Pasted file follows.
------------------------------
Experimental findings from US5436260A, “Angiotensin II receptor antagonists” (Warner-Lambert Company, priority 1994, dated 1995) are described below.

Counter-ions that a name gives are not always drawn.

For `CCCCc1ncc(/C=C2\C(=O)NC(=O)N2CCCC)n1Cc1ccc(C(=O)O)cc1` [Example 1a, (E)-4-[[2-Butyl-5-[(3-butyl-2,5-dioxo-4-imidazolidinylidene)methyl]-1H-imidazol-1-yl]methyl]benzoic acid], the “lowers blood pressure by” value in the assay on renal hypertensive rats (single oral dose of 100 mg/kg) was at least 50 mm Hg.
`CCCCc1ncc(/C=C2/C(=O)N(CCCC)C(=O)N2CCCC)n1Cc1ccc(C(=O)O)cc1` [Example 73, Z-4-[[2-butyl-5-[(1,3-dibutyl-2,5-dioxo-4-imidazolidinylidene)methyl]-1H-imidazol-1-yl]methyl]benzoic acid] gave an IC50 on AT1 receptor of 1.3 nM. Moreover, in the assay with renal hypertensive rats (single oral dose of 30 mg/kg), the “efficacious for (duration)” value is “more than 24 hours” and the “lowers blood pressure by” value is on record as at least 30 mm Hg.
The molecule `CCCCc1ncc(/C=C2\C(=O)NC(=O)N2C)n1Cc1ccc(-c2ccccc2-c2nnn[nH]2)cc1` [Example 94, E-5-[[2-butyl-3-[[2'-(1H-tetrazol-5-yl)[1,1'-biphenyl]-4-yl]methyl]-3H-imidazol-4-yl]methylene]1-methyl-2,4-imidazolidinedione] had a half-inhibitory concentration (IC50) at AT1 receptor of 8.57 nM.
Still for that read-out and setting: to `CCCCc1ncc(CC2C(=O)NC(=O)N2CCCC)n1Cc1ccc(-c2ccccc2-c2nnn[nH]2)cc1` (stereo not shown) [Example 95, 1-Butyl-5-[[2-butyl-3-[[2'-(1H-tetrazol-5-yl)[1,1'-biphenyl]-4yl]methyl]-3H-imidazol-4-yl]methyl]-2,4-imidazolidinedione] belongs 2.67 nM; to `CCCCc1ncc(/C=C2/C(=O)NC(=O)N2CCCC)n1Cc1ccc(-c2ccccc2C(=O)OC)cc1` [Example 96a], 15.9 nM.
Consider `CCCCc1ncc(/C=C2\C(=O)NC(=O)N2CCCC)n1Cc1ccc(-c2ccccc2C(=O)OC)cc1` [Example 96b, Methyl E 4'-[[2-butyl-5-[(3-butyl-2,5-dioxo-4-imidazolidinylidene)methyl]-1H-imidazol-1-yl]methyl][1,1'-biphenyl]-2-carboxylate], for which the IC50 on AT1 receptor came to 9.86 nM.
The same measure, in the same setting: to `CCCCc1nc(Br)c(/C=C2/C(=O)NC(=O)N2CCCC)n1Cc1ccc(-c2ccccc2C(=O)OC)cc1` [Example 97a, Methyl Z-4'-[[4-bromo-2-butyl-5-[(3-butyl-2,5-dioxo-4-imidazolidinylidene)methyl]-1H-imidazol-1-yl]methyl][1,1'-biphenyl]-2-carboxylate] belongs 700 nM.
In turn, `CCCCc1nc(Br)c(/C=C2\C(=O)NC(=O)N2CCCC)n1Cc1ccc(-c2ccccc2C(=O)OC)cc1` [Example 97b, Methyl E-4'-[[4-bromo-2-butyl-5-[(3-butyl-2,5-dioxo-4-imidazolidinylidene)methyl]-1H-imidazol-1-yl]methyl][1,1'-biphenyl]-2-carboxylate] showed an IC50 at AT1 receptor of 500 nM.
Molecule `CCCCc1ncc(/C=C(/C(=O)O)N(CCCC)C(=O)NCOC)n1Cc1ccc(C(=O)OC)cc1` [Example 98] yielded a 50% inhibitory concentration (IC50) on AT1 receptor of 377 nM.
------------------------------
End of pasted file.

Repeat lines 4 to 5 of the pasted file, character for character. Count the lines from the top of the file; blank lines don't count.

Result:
`CCCCc1ncc(/C=C2/C(=O)N(CCCC)C(=O)N2CCCC)n1Cc1ccc(C(=O)O)cc1` [Example 73, Z-4-[[2-butyl-5-[(1,3-dibutyl-2,5-dioxo-4-imidazolidinylidene)methyl]-1H-imidazol-1-yl]methyl]benzoic acid] gave an IC50 on AT1 receptor of 1.3 nM. Moreover, in the assay with renal hypertensive rats (single oral dose of 30 mg/kg), the “efficacious for (duration)” value is “more than 24 hours” and the “lowers blood pressure by” value is on record as at least 30 mm Hg.
The molecule `CCCCc1ncc(/C=C2\C(=O)NC(=O)N2C)n1Cc1ccc(-c2ccccc2-c2nnn[nH]2)cc1` [Example 94, E-5-[[2-butyl-3-[[2'-(1H-tetrazol-5-yl)[1,1'-biphenyl]-4-yl]methyl]-3H-imidazol-4-yl]methylene]1-methyl-2,4-imidazolidinedione] had a half-inhibitory concentration (IC50) at AT1 receptor of 8.57 nM.